Mrs. Burns had known Mr. Burns since she was thirteen, and the couple turned into POF a few years after Mrs. Burns was diagnosed before she got married in October 2016.

Mrs. Burns said: & # 39; Jon always knew about my diagnosis and that if we had children, this would be through IVF and egg donation. & # 39;

The couple received IVF and egg-independent funding, recognized in December 2016, two months after their marriage, and were matched with three donors between April and November 2017. Unfortunately, they failed.

They received a call to say that they were matched on November 10, 2017 with the fourth donor. The pair had made 13 embryos, two of which were viable.

In April 2018, Ms. Burns had her first embryo implanted, just a few days after her thirtieth birthday. But seven weeks later she suffered a miscarriage.

She said: & # 39; After a painful two-week wait, we were given our first positive pregnancy test and we were all over the moon. We could see this small point on the scan.

& # 39; It went very well but then after five weeks I started bleeding. I had a reassuring scan and everything seemed fine.

& # 39; But a week later I went to the doctor because I felt sick and I started to fail during the doctor's surgery. After seven weeks I had a miscarriage.

& # 39; It was incredibly painful. I went to the hospital and they gave me a cremation form and that was the worst moment. At that moment I realized what they told me. & # 39;

Three months later the couple tried again with the second embryo – but Mrs. Burns miscarried again at six weeks pregnant.

She said: “When we found out that I was pregnant the second time, we felt more worried. We had told many people the first time, but for the second time we kept ourselves, for fear of disguising it.

Three months after the first miscarriage, the couple tried again with the second embryo - but Mrs. Burns miscarried again at six weeks pregnant. Pictured, the first positive pregnancy test

Three months after the first miscarriage, the couple tried again with the second embryo - but Mrs. Burns miscarried again at six weeks pregnant. Pictured, the first positive pregnancy test

Three months after the first miscarriage, the couple tried again with the second embryo – but Mrs. Burns miscarried again at six weeks pregnant. Pictured, the first positive pregnancy test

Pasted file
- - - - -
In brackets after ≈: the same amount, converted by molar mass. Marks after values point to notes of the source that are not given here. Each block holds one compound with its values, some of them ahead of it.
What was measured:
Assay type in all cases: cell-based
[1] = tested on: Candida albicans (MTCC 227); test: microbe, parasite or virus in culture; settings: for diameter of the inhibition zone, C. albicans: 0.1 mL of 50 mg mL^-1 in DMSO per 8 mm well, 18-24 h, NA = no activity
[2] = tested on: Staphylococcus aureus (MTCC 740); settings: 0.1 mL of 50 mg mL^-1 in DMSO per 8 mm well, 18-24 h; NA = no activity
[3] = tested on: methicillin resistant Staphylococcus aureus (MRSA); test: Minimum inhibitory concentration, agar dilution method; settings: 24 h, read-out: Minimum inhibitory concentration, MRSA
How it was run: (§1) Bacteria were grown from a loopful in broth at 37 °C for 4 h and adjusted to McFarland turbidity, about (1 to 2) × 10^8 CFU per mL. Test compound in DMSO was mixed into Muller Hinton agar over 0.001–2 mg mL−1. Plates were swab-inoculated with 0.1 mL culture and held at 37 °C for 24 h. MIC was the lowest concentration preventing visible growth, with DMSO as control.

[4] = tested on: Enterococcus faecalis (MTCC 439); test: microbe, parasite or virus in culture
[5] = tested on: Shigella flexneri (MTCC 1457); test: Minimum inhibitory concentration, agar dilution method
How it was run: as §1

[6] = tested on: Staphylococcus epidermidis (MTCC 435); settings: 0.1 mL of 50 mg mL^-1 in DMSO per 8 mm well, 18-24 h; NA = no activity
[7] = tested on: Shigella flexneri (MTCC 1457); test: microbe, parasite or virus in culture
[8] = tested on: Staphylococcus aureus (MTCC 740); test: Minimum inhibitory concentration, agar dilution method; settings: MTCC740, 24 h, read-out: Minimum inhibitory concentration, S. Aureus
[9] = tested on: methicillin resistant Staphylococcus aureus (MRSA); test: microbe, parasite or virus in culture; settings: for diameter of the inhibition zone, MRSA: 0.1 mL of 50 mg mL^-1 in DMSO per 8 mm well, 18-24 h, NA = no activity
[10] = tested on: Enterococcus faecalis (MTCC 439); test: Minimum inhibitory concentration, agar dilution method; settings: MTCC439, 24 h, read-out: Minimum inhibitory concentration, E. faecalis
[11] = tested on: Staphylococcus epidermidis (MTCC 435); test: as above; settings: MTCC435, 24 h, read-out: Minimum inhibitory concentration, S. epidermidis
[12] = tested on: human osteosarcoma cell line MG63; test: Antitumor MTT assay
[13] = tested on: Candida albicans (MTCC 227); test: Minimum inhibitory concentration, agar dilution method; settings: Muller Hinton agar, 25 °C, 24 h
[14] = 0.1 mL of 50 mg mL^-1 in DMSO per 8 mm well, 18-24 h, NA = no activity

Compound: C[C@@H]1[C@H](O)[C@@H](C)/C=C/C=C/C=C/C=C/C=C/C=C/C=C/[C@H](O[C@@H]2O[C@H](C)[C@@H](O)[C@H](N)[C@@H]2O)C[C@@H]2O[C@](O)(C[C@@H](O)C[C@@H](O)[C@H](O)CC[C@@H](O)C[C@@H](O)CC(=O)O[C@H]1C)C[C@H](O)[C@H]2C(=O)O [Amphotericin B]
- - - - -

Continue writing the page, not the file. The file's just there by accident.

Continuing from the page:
Mrs. Burns said there was not much support after her miscarriages. On the photo, the scan of her first baby before she lost him

Mrs. Burns said there was not much support after her miscarriages. On the photo, the scan of her first baby before she lost him

Mrs. Burns said there was not much support after her miscarriages. On the photo, the scan of her first baby before she lost him

Mr. and Mrs. Burns feel that they only have one chance to have a baby themselves

Mr. and Mrs. Burns feel that they only have one chance to have a baby themselves

Mr. and Mrs. Burns feel that they only have one chance to have a baby themselves

& # 39; The second time was probably harder because I really felt like it was – that was our last chance and it was the end of our family. & # 39;

Mrs. Burns then suffered from anxiety and depression. But she said: & I have not lost hope.

& # 39; We always thought that we would try three times before considering other options, such as surrogacy and adoption.

& # 39; I have a drawer with a small blanket and some clothes in it. We have called the baby & # 39; s that we have lost our two small dots. & # 39;

The couple is now desperate to try again before considering other routes and is seeking help to raise the £ 9,000 that is needed.

The couple must buy another egg donor, which they say costs £ 4,000, and another round of IVF for £ 5,000.

Although the National Institute for Health and Care Excellence (NICE) recommends that the NHS fund women under 40 for three IVF rounds, Mrs Burns' local Clinical Commissioning Group would only fund two rounds.

She said: & # 39; Asking for money is not what we wanted to do, but we see crowdfunding as a way to raise awareness of miscarriage, mental health and fertility.

& # 39; A miscarriage occurs in one in four women. I don't feel that much support is offered to help them deal with the mental and physical impact. It is not really talked about and that is something that must change.

& # 39; I also want to raise awareness of early menopause, as this is still a taboo. One in 10,000 women under the age of 20 experiences an early menopause and affects five percent of women under 40. & # 39;

Donate on the page & # 39; Just Giving & # 39; from Mrs. Burns.

HOW DOES IVF WORK?

In vitro fertilization, known as IVF, is a medical procedure in which a woman has an already fertilized egg that is inserted into her womb to conceive.

It is used when couples are unable to conceive naturally, and a sperm and egg are removed from their bodies and combined in a laboratory before the embryo is introduced into the woman.

Once the embryo is in the womb, pregnancy should continue normally.

The procedure can be done using eggs and sperm from a couple or from donors.

Guidelines from the National Institute for Health and Care Excellence (NICE) recommends that IVF is offered to the NHS for women younger than 43 who have been trying to conceive for two years through regular unprotected sex.

People can also pay for IVF private, which costs an average of £ 3,348 for a single cycle, according to figures published in January 2018, and there is no guarantee of success.

The NHS says conversion rates for women under 35 are around 29 percent, with the chance of a successful cycle diminishing as they age.

About eight million babies are born due to IVF since the first case, the British wife Louise Brown, was born in 1978.